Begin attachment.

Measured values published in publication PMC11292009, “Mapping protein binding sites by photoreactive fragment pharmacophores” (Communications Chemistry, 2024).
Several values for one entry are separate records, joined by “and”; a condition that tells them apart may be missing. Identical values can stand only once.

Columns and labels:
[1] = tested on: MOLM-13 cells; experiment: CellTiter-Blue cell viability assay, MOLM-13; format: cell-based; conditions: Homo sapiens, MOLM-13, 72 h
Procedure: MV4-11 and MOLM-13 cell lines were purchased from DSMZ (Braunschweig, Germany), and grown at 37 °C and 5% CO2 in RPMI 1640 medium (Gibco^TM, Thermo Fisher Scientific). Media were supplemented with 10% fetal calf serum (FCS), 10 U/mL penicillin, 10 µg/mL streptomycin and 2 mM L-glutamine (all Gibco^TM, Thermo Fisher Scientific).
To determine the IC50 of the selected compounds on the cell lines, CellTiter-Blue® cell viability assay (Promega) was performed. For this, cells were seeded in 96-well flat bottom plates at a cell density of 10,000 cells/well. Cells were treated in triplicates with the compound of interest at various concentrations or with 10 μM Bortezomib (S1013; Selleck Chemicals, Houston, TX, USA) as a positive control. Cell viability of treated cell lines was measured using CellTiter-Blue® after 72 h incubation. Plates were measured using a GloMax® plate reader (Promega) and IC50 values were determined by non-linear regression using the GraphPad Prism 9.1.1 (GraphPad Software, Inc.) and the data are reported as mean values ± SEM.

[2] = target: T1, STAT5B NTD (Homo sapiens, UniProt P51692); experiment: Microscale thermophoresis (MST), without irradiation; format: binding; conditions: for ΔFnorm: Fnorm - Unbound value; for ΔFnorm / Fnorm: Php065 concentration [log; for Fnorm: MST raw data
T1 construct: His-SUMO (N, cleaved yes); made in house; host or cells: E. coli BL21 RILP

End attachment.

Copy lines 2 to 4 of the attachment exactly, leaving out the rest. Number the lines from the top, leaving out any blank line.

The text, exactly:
Several values for one entry are separate records, joined by “and”; a condition that tells them apart may be missing. Identical values can stand only once.

Columns and labels:
[1] = tested on: MOLM-13 cells; experiment: CellTiter-Blue cell viability assay, MOLM-13; format: cell-based; conditions: Homo sapiens, MOLM-13, 72 h